Colorado Walkabout

View of Mt. Princeton from the Buena Vista KOAI don’t do well toward the end of winter. It’s nice that we can ride at least once every month through winter on the High Plains of Colorado, but short cold days don’t allow for general multi-day wanderings and sleeping under the stars. It seems like the closer we get to full-blown summer riding, the more agitated I become. Call it “that time of the year” for me. One wrong word can, and did, send me over the edge.

After a week of agonizing over the error of my ways and worrying that I was going to make life-changing decisions that I’d regret, I was blessed with a three-day forecast of temps in the eighties. While I would have preferred a few weeks on the road, I was happy to take off with my sleeping bag and no real plan on a Tuesday morning.

Because it’s still a little cold in the mountains early in the morning, and I didn’t want to deal with Denver traffic, I decided to head south on the eastern side of the city and then turn west somewhere around Colorado Springs. Thinking of a friend’s home I’d be passing near, I made contact and plans to stop.

While eastern Colorado lacks curves, I enjoyed the three hour ride south. Traveling where I’ve never been, even if it is close to home, mimics a major road trip. I love the feeling of riding into small towns I’ve never visited, like a cowgirl roaming the Old West. I got to my first stop point just before noon and waited while my friend rode into town to meet me. Back out even further onto the plains, and the nice quiet evening with my friends helped get my head to a better place.

On Wednesday morning, it was time to head up into the mountains and to one of my favorite spots to camp. There’s nothing like twisting on the throttle through the canyons to put a big smile on my face and joy in my heart. There’s just something about the roar of the Big Shots and the steep lean angles, from one side to the other, that makes all my cares disappear.

After crossing South Park on Route 24, I arrived at the KOA in Buena Vista. I love this campground. There isn’t a bad Motorcycle at cabin at KOAspot in the place, and the views are incredible. Because it was still pretty cool in the mountains and there were rain showers, I sprung for one of their cabins. After unpacking my bike (actually just taking the sleeping bag off the handlebars and throwing it on the bunk), I rode into town to find the hot springs and get dinner.

Cottonwood Hot Springs is west of town, and they have several pools of varying temperatures. There were a few couples there, but because it was the off-season still, I had a pool to myself. It was amazing. When it got too hot in one pool, I changed to another to cool down a bit. Then back to a much warmer one. Any remaining troubles soaked out of my body and were gone.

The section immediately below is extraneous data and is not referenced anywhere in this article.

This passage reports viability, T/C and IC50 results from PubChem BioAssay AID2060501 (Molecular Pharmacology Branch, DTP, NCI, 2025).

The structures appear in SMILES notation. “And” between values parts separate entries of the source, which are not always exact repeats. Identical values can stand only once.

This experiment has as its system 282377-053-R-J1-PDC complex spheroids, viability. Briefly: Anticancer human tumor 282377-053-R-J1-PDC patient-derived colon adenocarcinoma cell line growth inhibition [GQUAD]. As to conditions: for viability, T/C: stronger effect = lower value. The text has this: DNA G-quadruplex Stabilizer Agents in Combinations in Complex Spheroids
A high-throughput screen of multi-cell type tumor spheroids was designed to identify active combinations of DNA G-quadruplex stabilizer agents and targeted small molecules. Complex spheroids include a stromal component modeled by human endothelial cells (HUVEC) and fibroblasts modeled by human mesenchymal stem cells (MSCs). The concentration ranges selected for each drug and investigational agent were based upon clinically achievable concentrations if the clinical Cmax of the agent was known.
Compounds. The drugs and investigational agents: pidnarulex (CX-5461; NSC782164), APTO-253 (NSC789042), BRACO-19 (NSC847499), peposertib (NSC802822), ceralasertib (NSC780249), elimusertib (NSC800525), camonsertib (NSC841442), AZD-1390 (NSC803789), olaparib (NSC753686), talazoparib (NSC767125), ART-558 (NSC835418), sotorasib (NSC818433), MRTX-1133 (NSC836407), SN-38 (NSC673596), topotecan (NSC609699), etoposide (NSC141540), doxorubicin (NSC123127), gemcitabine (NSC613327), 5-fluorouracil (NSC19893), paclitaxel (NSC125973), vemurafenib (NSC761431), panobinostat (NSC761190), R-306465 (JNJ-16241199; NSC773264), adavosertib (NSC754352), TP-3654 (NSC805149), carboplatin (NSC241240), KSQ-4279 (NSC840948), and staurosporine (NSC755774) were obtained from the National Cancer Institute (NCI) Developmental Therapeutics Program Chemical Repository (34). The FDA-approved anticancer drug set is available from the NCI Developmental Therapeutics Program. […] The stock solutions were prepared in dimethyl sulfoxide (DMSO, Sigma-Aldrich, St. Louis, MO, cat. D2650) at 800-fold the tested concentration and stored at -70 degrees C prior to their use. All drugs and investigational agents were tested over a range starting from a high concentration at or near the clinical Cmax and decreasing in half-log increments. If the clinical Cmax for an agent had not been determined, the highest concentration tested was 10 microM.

Dinner was at Quincy’s, one of my favorite places. I love that they only have one thing on the menu: filet mignon. You get a filet, a baked potato, and a salad with their house dressing. Your only choices are size of the steak, butter and/or sour cream, and how you want the steak cooked. The trade-off for a lack of selection is an incredible price. If I can afford it, almost anyone can. And it’s good. After that it was back to the campground for a peaceful evening under the stars.

Thursday morning I stopped in town for gasoline and breakfast. I stumbled upon a new diner behind the gas station in Johnson Village that had opened up the day before: The Smoke Shack. A very energetic owner welcomed customers and sat down to talk with me. I had the smoked corned beef hash, which was made with local produce: beets, potatoes and onions. At first I wasn’t crazy about the beets in the mix, but the hash was excellent. They also have local trout on the menu, although smoked trout would only be available as a special from time to time. Pulled pork was on the board as a lunch special. I’ll definitely be back.

Scenic view near Climax, COThe road took me through Leadville, the highest incorporated city in the United States. The view of snow covered peaks from the center of town was incredible, but I had no reason to stop and kept riding on through. Climax was the next town, and just north of Climax is this small turn off that I always say I won’t stop at but I always do. I can’t tell you how many pictures I have of my motorcycle in front of the small lake with the jagged peaks in the background. I love that spot.

Although the trip was winding down, I still enjoyed the freedom of the road with a trip through the old mining and now gambling towns of Central City and Blackhawk. From there it was on up to Nederland, home of the Frozen Dead Guy, and across the Peak to Peak Highway into Estes Park. I meandered around Estes for a little while then dropped back down to the Front Range into the outskirts of Loveland, across to Masonville, Horsetooth, and finally down into Fort Collins.

And this is why I moved to Colorado. My little three-day jaunt cost me almost nothing and took me over some of the best roads in the country. With my mind cleared, I was able to come home, reconcile where needed, and get back to my awesome life. I’ll be back in Buena Vista soon. While there I reserved the best campsite in the campground for late June. I can’t wait!

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